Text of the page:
Totalitarianism: we have become comfortably numb - Part 4

An easy way to assess how Orwell “speak[s] to us in our own time with great urgency and topicality,” is by looking at the way we regard Islam, and to discern whether the decay of thought and the negation of being that Orwell sees in the civilisational breakdown we call fascism, is present in us.

Totalitarianism: we have become comfortably numb - Part 4
The Four Horsemen

Part 1, Part 2, Part 3

Without God, you cannot know right from wrong. Without God, you are ipso facto guilty of sin. You might not know your sin, but because you are not guided by God, you can only be guilty of sin. Only God can tell right from wrong, and only he knows whether we are guilty or not. There is a black and white film, the title of which escapes me, in which an arrested man asks the plain clothes police officer, “Am I a suspect?” To this the officer calls him over to the window from where they have a view onto the street. He says, “You see those people down there? They're suspects. When we bring you here, you're guilty.”

I went out of my way in my book to address reasonable religious people and I test flew the draft with groups of students who were deeply religious. Indeed the first draft incurred some real anguish, and so I made adjustments and made adjustments and it didn't do any good in the end, because I still got hammered for being rude and aggressive. I came to realise that it's a no-win situation. It's a mug's game. The religions have contrived to make it impossible to disagree with them critically without being rude. They sort of play the hurt feelings card at every opportunity and you're faced with the choice of, well, am I going to be rude or am I going to articulate this criticism. I mean, am I going to articulate it or am I just going to button my lip and write.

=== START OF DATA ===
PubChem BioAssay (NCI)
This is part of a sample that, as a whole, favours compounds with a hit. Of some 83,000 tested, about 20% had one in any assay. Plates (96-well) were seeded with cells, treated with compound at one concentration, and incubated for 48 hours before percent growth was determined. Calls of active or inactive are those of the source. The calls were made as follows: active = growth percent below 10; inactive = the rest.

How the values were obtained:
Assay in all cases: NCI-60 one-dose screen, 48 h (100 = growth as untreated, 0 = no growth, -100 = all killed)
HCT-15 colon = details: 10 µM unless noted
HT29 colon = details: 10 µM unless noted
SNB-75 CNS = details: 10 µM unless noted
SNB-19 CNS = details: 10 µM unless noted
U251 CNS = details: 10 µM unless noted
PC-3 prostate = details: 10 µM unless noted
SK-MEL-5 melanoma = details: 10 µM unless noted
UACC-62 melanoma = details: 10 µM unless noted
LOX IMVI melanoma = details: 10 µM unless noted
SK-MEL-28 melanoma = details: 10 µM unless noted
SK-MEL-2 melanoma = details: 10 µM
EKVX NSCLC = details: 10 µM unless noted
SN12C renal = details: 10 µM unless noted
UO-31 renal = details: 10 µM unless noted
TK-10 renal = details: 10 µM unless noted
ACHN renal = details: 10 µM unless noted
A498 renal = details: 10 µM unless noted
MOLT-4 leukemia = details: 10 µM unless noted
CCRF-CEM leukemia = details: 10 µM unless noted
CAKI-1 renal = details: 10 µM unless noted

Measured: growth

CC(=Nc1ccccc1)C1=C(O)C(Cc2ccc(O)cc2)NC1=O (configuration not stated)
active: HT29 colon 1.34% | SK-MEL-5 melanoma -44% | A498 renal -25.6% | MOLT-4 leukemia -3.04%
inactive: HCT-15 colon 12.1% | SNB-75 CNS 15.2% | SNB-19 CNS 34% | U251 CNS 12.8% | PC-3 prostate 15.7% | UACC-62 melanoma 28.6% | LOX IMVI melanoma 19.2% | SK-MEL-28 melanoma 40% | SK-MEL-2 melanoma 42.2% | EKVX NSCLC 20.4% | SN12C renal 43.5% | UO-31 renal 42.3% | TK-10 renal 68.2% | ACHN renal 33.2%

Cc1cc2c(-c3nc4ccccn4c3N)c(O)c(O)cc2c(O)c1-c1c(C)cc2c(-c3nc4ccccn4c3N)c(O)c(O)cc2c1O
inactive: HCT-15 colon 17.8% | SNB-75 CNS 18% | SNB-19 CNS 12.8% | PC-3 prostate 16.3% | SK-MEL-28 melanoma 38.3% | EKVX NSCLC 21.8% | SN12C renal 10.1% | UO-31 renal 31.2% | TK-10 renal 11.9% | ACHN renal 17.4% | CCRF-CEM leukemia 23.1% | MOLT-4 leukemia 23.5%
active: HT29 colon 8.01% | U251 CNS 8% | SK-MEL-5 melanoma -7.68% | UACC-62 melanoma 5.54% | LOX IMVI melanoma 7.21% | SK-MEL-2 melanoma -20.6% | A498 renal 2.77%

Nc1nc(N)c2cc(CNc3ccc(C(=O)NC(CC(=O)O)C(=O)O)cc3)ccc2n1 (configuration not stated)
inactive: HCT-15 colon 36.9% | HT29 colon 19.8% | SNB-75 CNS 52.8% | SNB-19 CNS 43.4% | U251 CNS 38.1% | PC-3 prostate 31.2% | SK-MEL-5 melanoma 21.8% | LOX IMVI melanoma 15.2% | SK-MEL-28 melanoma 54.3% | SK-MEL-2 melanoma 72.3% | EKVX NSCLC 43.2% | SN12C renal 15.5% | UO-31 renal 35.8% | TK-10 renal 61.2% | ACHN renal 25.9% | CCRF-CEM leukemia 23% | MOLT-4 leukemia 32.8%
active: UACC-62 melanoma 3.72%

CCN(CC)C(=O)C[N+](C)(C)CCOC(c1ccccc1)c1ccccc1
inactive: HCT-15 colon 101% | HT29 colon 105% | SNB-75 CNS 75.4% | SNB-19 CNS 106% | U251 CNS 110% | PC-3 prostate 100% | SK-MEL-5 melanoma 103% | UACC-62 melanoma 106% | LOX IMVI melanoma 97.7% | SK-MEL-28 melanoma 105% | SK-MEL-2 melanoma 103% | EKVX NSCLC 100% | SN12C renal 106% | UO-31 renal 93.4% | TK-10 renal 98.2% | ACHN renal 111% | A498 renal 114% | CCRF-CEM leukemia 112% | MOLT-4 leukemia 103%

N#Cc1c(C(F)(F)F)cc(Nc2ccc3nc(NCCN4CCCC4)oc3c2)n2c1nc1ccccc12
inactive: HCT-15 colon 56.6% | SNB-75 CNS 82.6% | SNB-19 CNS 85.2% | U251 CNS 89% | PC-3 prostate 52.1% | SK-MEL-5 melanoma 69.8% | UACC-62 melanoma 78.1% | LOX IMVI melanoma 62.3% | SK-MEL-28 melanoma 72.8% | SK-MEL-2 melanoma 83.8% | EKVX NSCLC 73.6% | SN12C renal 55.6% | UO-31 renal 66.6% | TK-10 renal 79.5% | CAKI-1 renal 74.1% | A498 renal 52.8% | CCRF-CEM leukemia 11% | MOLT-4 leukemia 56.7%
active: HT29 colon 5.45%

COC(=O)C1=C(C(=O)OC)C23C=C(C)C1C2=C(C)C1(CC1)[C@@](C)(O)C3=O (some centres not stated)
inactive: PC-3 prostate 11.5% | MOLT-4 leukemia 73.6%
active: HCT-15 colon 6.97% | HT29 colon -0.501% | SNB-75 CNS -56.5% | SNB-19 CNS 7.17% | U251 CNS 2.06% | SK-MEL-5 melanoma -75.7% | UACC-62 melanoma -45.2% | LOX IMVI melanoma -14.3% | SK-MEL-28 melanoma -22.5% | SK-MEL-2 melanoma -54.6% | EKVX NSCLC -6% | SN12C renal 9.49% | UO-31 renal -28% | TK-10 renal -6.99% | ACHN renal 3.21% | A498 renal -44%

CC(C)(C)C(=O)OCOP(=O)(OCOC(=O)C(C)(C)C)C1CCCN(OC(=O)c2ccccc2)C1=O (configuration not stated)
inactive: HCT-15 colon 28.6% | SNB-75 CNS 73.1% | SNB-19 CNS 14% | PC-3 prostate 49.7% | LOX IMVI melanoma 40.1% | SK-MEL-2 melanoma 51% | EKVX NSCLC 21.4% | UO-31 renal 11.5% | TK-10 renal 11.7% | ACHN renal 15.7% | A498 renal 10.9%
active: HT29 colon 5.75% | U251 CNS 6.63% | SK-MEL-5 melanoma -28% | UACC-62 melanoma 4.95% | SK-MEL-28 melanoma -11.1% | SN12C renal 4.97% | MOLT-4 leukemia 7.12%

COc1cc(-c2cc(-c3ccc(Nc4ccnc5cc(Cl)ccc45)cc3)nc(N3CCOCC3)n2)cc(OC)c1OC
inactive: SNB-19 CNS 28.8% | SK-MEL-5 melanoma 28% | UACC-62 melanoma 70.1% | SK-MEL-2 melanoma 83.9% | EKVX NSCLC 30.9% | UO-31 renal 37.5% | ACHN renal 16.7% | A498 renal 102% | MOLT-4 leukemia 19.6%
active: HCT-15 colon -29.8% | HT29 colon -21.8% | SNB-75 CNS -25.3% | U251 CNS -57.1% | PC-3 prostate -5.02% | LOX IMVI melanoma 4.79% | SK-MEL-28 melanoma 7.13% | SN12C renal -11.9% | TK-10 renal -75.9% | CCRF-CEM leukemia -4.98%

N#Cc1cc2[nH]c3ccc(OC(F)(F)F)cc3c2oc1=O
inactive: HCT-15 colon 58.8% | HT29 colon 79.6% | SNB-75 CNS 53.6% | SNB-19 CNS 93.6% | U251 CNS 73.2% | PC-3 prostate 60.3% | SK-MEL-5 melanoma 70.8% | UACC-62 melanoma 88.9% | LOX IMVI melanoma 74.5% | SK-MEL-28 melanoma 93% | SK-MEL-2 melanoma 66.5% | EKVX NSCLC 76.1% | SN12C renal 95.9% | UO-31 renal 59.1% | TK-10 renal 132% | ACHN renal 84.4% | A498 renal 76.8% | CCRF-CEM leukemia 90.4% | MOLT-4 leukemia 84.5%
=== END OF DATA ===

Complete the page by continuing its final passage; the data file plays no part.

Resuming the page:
Thus Daniel Dennett, in discussion with Christopher Hitchens, Richard Dawkins and Sam Harris. Infallibility, the prerogative to apportion guilt and extreme reaction to the slightest hint of deviance are common to all instances of totalitarianism, be they earthly, e.g., Stalin, or supernatural, e.g., God.

Totalitarianism is not Nineteen Eighty-Four’s Winston Smith suffering under a brutal fascist dictatorship. It is not even Winston Smith being tortured by the dictatorship’s psychopathic functionaries. Il Duce expresses totalitarianism as: “Everything within the state, nothing outside the state, nothing against the state”. Those who describe Islam as “a complete way of life” make its totalitarian character sound benign, even beneficial. There is no choice not because the Party or God has taken it away, but because it is superfluous. There is no freedom not because the state wants to oppress you, but because freedom is unnecessary. All worries are over, all problems solved. Totalitarianism is not about one-party states or oppressive regimes, not even when Ayatollah Khomeini describes the Islamic “complete way of life” as:

Islam and divine governments …have commandments for everybody, everywhere, at any place, in any condition. If a person were to commit an immoral dirty deed right next to his house, Islamic governments have business with him. …Islam has rules for every person, even before birth, before his marriage, until his marriages, pregnancy, birth, until upbringing of the child, the education of the adult, until puberty, youth, until old age, until death, into the grave, and beyond the grave.